Completion of the plan includes several steps that transform the commander's intent and concept and the platoon's concept into a fully developed platoon OPORD. These steps include preparing overlays, refining the indirect fire list, completing CSS and C2 requirements, as well as updating the tentative plan as a result of the reconnaissance or COP updates. As part of completing the plan, the platoon leader prepares the briefing site, briefing medium, and briefing material he needs to present the OPORD to his subordinates. Completing the plan allows the platoon leader to make final coordination with other units or the commander before issuing the OPORD to his subordinates.
The OPORD precisely and concisely explains the platoon leader's intent and concept of how he wants the teams and mounted elements to accomplish the mission. The OPORD must not contain unnecessary information that could obscure what is essential and important. The platoon leader must ensure his teams know exactly what must be done, when it must be done, and how the platoon must work together to accomplish the mission and stay consistent with the intentions of the commander.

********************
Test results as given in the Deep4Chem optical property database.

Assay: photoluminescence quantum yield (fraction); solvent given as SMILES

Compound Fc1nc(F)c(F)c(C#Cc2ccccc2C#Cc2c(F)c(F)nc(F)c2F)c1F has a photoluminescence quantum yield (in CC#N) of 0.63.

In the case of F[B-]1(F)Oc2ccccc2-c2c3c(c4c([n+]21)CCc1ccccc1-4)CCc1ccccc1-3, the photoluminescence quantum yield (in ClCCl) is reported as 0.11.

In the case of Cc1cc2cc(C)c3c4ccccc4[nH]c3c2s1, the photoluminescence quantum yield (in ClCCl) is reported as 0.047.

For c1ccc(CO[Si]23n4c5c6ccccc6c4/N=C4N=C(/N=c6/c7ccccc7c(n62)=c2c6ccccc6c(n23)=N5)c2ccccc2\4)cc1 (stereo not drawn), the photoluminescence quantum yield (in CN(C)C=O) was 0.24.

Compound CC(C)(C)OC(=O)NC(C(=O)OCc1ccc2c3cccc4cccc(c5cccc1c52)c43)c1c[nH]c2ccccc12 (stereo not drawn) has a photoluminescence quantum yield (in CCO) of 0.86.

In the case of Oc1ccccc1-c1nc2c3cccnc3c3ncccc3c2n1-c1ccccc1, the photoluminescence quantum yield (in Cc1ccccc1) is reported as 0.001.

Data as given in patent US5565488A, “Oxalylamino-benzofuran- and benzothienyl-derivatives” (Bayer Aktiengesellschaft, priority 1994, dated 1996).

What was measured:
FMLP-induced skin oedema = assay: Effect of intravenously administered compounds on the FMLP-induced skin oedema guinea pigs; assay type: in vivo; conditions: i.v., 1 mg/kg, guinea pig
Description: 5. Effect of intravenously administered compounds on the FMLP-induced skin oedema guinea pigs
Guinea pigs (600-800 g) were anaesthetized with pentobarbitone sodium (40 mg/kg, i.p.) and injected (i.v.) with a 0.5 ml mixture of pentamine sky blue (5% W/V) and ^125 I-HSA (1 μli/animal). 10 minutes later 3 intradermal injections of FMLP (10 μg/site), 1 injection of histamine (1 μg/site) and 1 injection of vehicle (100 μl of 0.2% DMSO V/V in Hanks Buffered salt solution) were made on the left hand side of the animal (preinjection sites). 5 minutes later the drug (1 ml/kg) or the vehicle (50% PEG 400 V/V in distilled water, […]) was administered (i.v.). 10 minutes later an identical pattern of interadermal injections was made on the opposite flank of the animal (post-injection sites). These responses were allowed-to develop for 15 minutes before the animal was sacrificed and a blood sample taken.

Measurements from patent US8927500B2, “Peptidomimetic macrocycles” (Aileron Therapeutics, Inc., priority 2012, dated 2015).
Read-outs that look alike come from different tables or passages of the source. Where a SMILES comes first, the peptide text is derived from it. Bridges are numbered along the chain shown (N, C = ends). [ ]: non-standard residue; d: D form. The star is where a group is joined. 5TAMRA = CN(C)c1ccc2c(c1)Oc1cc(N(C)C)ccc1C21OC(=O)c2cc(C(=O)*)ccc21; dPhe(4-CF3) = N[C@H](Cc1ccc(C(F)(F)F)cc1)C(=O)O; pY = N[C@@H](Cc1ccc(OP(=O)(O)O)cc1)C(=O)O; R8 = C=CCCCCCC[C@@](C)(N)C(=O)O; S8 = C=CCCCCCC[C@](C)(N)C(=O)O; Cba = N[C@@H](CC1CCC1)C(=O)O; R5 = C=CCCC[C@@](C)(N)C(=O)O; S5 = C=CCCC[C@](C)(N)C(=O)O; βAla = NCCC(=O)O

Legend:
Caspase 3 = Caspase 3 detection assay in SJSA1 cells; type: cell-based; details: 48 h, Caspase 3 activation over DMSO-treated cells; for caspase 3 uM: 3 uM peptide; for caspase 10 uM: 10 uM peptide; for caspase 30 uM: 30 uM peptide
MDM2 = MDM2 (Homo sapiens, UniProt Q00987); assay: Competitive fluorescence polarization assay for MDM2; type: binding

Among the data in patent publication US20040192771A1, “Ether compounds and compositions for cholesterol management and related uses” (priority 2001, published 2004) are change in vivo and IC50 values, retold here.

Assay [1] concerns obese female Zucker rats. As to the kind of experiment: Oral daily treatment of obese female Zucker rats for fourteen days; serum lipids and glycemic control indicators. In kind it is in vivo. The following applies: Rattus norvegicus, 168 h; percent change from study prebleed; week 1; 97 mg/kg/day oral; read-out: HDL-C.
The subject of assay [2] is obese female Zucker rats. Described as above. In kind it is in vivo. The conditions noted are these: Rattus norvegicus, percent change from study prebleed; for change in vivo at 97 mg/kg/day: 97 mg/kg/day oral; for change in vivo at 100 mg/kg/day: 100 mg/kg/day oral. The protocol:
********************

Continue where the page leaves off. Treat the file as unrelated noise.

a. Whenever possible, the platoon leader issues the order in person to ensure each of his soldiers understands the mission and what his element must achieve. The platoon leader also uses visual aids, such as sand tables and concept sketches, to depict actions on the objective or movement. (FM 7-8, Chapter 2, discusses techniques for sand table construction and use.)